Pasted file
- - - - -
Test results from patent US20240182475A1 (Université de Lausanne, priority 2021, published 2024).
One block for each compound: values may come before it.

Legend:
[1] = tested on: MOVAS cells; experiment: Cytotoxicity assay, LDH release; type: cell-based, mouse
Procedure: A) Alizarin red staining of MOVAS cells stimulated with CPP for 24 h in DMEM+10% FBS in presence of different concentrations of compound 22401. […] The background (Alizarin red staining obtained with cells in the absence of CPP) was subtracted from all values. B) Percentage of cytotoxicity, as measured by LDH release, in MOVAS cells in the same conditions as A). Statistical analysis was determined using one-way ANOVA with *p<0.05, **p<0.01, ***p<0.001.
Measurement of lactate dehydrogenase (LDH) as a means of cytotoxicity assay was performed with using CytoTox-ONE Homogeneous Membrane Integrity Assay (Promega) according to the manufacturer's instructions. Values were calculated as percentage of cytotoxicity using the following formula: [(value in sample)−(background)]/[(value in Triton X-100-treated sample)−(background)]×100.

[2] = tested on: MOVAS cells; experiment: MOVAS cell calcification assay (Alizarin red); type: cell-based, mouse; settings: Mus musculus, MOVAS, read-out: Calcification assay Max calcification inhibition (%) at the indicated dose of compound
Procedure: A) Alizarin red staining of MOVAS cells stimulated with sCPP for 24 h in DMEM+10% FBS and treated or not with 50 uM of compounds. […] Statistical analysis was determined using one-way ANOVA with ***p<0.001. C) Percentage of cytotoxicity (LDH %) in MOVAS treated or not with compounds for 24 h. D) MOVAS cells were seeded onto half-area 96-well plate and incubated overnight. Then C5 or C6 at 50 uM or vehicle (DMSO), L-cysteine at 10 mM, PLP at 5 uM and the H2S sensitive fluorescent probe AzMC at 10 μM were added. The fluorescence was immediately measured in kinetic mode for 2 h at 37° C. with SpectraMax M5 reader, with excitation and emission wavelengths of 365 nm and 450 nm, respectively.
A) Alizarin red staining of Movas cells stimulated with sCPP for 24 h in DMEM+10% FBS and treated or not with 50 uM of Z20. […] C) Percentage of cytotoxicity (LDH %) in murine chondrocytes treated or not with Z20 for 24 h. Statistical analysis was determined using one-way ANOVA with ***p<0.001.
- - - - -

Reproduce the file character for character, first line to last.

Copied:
Test results from patent US20240182475A1 (Université de Lausanne, priority 2021, published 2024).
One block for each compound: values may come before it.

Legend:
[1] = tested on: MOVAS cells; experiment: Cytotoxicity assay, LDH release; type: cell-based, mouse
Procedure: A) Alizarin red staining of MOVAS cells stimulated with CPP for 24 h in DMEM+10% FBS in presence of different concentrations of compound 22401. […] The background (Alizarin red staining obtained with cells in the absence of CPP) was subtracted from all values. B) Percentage of cytotoxicity, as measured by LDH release, in MOVAS cells in the same conditions as A). Statistical analysis was determined using one-way ANOVA with *p<0.05, **p<0.01, ***p<0.001.
Measurement of lactate dehydrogenase (LDH) as a means of cytotoxicity assay was performed with using CytoTox-ONE Homogeneous Membrane Integrity Assay (Promega) according to the manufacturer's instructions. Values were calculated as percentage of cytotoxicity using the following formula: [(value in sample)−(background)]/[(value in Triton X-100-treated sample)−(background)]×100.

[2] = tested on: MOVAS cells; experiment: MOVAS cell calcification assay (Alizarin red); type: cell-based, mouse; settings: Mus musculus, MOVAS, read-out: Calcification assay Max calcification inhibition (%) at the indicated dose of compound
Procedure: A) Alizarin red staining of MOVAS cells stimulated with sCPP for 24 h in DMEM+10% FBS and treated or not with 50 uM of compounds. […] Statistical analysis was determined using one-way ANOVA with ***p<0.001. C) Percentage of cytotoxicity (LDH %) in MOVAS treated or not with compounds for 24 h. D) MOVAS cells were seeded onto half-area 96-well plate and incubated overnight. Then C5 or C6 at 50 uM or vehicle (DMSO), L-cysteine at 10 mM, PLP at 5 uM and the H2S sensitive fluorescent probe AzMC at 10 μM were added. The fluorescence was immediately measured in kinetic mode for 2 h at 37° C. with SpectraMax M5 reader, with excitation and emission wavelengths of 365 nm and 450 nm, respectively.
A) Alizarin red staining of Movas cells stimulated with sCPP for 24 h in DMEM+10% FBS and treated or not with 50 uM of Z20. […] C) Percentage of cytotoxicity (LDH %) in murine chondrocytes treated or not with Z20 for 24 h. Statistical analysis was determined using one-way ANOVA with ***p<0.001.